As America watches Michigan vote today in the GOP primary, now is a good time to bring attention to the latest report of the Michigan Public Service Commission, documenting that Michigan will have10% of its electricity coming from renewable energy sources by 2015. See details at:
Michigan got 3.8% of its energy from renewables in 2011, but renewable energy will increase to 5% in 2012, and 8.4% by 2013 and 10% by 2015. Michigan is on track to meet its statutorily set Renewable Portfolio Standard on time and at bargain prices.
New construction or purchase of renewable generation by the state's two biggest electric utilities--Consumer Energy and Detroit Edison--is crucial to achieving the state requirement. Consumer Energy will bring on line 397 megawatts of new renewables by 2012 and 547 megawatts by 2014.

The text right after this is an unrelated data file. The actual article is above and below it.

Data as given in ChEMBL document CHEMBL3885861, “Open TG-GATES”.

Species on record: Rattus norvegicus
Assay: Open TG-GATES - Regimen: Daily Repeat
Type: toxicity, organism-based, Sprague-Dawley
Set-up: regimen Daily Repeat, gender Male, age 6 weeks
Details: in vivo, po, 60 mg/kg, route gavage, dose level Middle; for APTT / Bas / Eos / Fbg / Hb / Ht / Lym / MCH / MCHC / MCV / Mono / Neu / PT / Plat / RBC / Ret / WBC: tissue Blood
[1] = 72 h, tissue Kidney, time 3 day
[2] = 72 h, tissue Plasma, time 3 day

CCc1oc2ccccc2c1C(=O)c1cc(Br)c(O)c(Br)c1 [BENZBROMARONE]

Detroit Edison will build even more--327 megawatts by 2012, 571 megawatts by 2013, and 841 megawatts by 2014.
The Michigan Public Service Commission notes that the costs of renewable energy is much lower than expected, is declining, and costs less than a new coal plant.
Michigan's success of meeting its 10% by 2015 RPS underlines again how modest the Pennsylvania 8% by 2021 renewable energy standard in fact is. Not surprisingly, Pennsylvania is on schedule or ahead of schedule to meet its requirement.